Yesterday was 97 degrees, the hottest day of the year. I expected more of the same today: the National Weather Service had forecast a high of 91 with clear skies. But at 9:30 AM it began to rain.
It didn’t begin to sprinkle, it began to rain — what a Mosotho farmer would even allow to call rain — as in, I put trashcans under the roof downspouts to harvest runoff. I felt memories of Lesotho rush back.
We don’t get summer rain in southern California. Here it’s bone dry from May to October. Forever, however, any summer precipitation will bring my mind back to Lesotho and how welcome those afternoon showers were as they cooled off the summer heat.
I couldn’t resist celebrating this rain by taking my five-month old son out into it. “This is amazing,” I explained to him. “It never rains in the summer!” He licked my arm.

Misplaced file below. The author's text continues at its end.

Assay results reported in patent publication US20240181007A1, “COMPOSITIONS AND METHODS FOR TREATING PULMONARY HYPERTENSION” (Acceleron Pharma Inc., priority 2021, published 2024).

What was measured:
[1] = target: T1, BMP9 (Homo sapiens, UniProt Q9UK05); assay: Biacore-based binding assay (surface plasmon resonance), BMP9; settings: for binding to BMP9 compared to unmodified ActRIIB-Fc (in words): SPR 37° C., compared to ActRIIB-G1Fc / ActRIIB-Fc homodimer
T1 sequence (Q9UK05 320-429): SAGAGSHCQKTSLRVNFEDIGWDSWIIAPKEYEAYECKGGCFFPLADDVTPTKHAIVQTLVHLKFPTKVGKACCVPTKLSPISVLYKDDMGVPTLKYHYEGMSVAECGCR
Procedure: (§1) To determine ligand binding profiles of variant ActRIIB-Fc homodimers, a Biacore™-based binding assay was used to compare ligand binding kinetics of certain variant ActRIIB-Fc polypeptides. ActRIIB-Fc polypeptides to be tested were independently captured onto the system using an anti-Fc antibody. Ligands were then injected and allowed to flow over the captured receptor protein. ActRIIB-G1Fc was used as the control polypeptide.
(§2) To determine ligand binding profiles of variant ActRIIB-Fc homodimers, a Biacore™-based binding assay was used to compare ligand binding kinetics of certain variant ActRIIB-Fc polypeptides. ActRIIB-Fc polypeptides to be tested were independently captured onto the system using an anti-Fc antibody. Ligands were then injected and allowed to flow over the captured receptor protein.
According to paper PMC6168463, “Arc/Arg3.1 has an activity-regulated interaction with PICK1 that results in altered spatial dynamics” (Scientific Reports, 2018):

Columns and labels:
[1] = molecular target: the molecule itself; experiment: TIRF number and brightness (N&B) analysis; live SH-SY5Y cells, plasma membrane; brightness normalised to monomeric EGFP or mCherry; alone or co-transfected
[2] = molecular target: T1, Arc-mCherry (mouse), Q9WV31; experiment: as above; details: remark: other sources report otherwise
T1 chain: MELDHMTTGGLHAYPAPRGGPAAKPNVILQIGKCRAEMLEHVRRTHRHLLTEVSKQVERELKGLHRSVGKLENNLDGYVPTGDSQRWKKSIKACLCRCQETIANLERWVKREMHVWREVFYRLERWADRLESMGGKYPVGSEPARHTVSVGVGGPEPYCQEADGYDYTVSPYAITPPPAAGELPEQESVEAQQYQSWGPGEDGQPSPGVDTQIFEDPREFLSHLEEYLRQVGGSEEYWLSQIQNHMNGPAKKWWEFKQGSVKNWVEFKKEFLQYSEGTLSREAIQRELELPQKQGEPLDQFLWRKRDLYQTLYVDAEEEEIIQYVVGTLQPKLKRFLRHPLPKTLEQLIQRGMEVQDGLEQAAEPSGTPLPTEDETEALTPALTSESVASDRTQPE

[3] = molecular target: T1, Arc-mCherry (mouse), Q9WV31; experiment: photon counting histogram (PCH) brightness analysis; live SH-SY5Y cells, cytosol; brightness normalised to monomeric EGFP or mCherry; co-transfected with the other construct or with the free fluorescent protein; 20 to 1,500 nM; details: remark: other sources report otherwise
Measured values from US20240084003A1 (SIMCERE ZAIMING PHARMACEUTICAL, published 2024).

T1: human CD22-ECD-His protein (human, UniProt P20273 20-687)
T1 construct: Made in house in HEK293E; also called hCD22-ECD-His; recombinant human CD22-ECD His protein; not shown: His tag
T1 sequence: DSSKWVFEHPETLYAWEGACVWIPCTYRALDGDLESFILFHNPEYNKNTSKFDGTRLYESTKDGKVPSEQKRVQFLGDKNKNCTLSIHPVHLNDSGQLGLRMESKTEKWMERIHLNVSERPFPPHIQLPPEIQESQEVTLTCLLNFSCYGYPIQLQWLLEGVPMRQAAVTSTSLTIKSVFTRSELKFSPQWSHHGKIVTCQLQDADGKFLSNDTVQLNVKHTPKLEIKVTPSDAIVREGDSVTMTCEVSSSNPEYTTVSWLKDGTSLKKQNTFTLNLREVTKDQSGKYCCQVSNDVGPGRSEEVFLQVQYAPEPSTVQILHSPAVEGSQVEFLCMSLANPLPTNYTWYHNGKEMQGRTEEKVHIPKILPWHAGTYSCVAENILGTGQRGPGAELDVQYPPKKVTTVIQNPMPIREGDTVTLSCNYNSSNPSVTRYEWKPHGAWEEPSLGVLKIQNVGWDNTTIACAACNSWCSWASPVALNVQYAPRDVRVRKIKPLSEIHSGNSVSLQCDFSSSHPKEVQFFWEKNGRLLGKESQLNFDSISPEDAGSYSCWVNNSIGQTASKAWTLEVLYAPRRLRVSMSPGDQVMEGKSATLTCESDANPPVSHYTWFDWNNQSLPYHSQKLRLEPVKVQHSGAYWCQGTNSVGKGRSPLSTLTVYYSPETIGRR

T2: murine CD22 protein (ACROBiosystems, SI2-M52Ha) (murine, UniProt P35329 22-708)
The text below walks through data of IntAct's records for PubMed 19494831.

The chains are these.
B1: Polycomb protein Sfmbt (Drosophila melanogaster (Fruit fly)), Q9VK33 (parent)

I put him down for a nap, went back into the rain, and a lightning bolt struck. I saw the white flash out of the corner of my eye and simultaneously heard an electrical buzz followed by the thunder crack. I crouched and covered my head, realizing the bolt had touched down only a few hundred yards away. Then my mind was really brought back to Lesotho.
I ran inside the house and watched the rest of the thunderstorm play out through the windows. In Lesotho, thunderstorms approach from the west; here, this thunderstorm had approached from the southeast, from the Sea of Cortez so to speak. I wrote the observation down in a notebook. I made a cup of coffee, heating water and pouring it over grounds through a tea strainer on top of a mug. It’s what I did in Ts’oeneng; it’s what I still want to do whenever rain comes down: write with a cup of coffee in hand.
My mood was so high. Rain eliciting that reaction in me surely comes from my experience with rain in Ts’oeneng, where I learned to think of it as a blessing.by